There’s no shortage of movies to watch until the next Boulder Jewish Film Festival – Boulder Jewish News

This time last year I was preparing to launch the fully virtual 9and edition of the Boulder Jewish Film Festival, which proved to be a successful albeit quite different experience in difficult times.

This year, the festival will celebrate its 10th anniversary. November 3-13, having been permanently moved to the fall for various reasons related to the increasingly rich programming of JCC events and to avoid the spring storms that so often disrupted our event.

I have already found many excellent films for our 10and festival, which we hope will take place entirely in person, but could also have a virtual component.

In the meantime, there is no shortage of excellent Jewish films. Next week Dairy’s Boedecker Theater and JCC present breaking bread,a wonderful new documentary centered around a culinary collaboration between Israeli and Arab chefs. The inspiring and encouraging film plays from March 9 to 13 at the Boe.

Also, on April 5 and 6, the Boe presents Dave Grusin: Not enough time“, which we also screened at the festival with director Barbara Bentree herself. This time, Dave Grusin — a UC alumnus and a permanent attendee of the Global Affairs Conference — will also appear with his well-deserved bio picture. For tickets to both films, visit thedairy.org.

The hybrid Boulder International Film Festival opens March 3, with films shown in person through March 6 and select films shown virtually through March 17. BIFF’s impressive program includes several titles of particular interest to Jewish audiences.

Persian lessons, which I also plan to show in November, and which is playing widely on the festival circuit, is a terrific Holocaust drama that hinges on a clever and desperate survival strategy.

The Automaton, a documentary I saw at the Telluride Film Festival, features commentary from many notable Jewish celebrities – although Jews are by no means the only ones who frequent the groundbreaking New York and Philadelphia restaurants warmly remembered in this nostalgic slice of Americana.

Not to be confused with “Violinist: miracle of miracles– which we showed two years ago and is currently available on Amazon Prime – The Fiddler’s Journey to the Big Screen takes a behind-the-scenes look at the beloved film.

I also highly recommend Bernstein Wall, a fresh look at the iconic composer whose “West Side Storyis currently experiencing a rousing revival of Spielberg.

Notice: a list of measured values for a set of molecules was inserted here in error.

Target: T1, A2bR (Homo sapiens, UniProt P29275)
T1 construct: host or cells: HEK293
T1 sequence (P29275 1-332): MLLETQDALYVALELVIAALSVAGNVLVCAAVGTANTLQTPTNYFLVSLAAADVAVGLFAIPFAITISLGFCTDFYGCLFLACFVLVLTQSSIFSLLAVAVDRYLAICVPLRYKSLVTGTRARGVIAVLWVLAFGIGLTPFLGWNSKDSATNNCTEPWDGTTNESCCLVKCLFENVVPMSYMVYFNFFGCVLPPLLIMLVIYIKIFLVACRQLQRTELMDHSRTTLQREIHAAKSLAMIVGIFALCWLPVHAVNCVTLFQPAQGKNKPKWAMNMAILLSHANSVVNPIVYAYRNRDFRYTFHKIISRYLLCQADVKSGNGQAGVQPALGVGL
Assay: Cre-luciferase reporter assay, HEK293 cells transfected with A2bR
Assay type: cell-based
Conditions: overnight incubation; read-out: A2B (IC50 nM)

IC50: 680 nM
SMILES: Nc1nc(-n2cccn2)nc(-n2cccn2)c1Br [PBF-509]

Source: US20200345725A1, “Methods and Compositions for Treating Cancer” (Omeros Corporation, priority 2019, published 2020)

Although devoid of Jewish content, Julia,the new biography of Julia Child, was one of my favorite Telluride films.

Last year Menemsha Films, in my opinion the leading distributor of Jewish films, launched a streaming site featuring many of the films we’ve shown over the years, as well as a wide range of worthy titles that are not otherwise not available. ChaiFlicks, available for $5.99 per month, also features many hit Israeli TV shows, including my recent favorite binge, the hilarious To verify“, and the award-winning comedy “The Bad Boys of Yeshiva”, The new black (previously titled “Shababnikim”). New and classic titles, like this week’s addition of Bethlehem,continually adding to an already impressive catalog. Free trial available.

Currently in theaters, Paul Thomas Anderson Licorice Pizza is a creative invention served with a delicious Jewish garnish, featuring singer Alana Haim (along with the rest of her family) in a wild game in 1973. A Best Picture nominee in the upcoming Oscars, set for March 27, it joins several films with bona fide Jews.

Jewish actor Andrew Garfield is nominated for his outstanding portrayal of deceased Jewish musical theater sensation Jonathan Larson in Tick, tick…boom.” Unfortunately, Joel Cohen (working without his brother Ethan for the first time) was overlooked as Best Director for his masterful macbeth“, (Apple TV) which scored three nominations. Fortunately, Spielberg mentioned above West Side Story“, Worth Watching for Musical Numbers, landed seven nominations, though I was pleased to see that Tony Kushner wasn’t nominated for his rather shy, socially conscious screenplay.

Enjoy watching and be sure to check out all the other great programs at CCG this spring.


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